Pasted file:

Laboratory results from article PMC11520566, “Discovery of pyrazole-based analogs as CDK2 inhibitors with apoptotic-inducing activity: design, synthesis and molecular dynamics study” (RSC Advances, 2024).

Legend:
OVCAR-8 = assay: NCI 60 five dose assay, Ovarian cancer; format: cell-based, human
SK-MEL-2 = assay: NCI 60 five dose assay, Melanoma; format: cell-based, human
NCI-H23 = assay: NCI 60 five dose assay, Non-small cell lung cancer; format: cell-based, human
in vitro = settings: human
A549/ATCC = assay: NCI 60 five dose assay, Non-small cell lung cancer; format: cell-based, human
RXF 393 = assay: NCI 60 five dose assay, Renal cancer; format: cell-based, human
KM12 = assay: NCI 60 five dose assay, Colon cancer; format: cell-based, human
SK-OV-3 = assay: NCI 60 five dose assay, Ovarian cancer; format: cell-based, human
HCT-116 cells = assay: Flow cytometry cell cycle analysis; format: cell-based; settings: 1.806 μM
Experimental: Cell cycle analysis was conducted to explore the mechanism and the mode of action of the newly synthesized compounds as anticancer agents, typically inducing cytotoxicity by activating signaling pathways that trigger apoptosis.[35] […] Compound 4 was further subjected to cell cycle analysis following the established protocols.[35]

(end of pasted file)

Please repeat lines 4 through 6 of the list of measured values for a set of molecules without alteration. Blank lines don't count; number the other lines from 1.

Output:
SK-MEL-2 = assay: NCI 60 five dose assay, Melanoma; format: cell-based, human
NCI-H23 = assay: NCI 60 five dose assay, Non-small cell lung cancer; format: cell-based, human
in vitro = settings: human